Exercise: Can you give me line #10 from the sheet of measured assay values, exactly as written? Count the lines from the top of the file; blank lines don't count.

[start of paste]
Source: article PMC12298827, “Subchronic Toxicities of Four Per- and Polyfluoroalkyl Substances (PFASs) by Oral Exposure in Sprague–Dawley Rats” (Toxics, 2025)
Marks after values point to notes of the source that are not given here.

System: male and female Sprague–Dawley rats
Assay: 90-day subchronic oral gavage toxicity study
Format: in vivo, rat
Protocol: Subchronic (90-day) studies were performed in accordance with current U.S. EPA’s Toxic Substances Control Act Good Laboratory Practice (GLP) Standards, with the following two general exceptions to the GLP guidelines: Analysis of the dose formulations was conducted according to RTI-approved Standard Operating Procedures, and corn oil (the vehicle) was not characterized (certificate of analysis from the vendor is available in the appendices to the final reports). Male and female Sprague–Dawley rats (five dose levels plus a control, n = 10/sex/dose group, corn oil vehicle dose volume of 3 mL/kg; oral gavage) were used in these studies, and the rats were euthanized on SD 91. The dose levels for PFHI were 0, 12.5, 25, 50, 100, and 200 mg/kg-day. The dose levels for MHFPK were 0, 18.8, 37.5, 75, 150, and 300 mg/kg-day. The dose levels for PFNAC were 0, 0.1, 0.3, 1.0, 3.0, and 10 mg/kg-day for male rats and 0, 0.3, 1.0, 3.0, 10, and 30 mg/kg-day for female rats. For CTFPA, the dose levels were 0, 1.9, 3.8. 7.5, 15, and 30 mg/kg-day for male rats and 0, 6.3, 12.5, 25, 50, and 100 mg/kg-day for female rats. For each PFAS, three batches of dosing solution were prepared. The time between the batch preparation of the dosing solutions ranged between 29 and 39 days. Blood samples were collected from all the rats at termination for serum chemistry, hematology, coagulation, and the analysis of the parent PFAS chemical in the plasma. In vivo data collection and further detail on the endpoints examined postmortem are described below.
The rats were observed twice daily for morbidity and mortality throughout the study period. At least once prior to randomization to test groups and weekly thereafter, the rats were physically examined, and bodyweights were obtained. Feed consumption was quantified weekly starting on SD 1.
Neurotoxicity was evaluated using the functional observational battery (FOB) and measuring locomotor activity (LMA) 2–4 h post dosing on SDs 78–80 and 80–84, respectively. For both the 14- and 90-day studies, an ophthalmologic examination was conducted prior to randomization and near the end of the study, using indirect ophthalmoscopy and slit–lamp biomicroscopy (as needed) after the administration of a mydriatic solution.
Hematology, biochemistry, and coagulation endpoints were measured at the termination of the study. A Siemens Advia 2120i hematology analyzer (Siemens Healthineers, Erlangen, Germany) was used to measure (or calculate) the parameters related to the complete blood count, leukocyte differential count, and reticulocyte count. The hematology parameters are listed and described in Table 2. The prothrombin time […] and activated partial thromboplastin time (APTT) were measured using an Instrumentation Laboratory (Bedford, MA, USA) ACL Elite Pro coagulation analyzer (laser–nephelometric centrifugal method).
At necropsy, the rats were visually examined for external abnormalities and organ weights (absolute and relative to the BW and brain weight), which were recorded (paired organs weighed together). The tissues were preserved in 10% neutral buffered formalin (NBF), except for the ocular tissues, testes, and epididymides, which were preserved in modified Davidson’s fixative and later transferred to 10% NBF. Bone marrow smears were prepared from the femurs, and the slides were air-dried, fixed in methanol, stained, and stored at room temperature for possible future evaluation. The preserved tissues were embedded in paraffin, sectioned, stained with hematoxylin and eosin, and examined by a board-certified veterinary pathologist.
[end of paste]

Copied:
At necropsy, the rats were visually examined for external abnormalities and organ weights (absolute and relative to the BW and brain weight), which were recorded (paired organs weighed together). The tissues were preserved in 10% neutral buffered formalin (NBF), except for the ocular tissues, testes, and epididymides, which were preserved in modified Davidson’s fixative and later transferred to 10% NBF. Bone marrow smears were prepared from the femurs, and the slides were air-dried, fixed in methanol, stained, and stored at room temperature for possible future evaluation. The preserved tissues were embedded in paraffin, sectioned, stained with hematoxylin and eosin, and examined by a board-certified veterinary pathologist.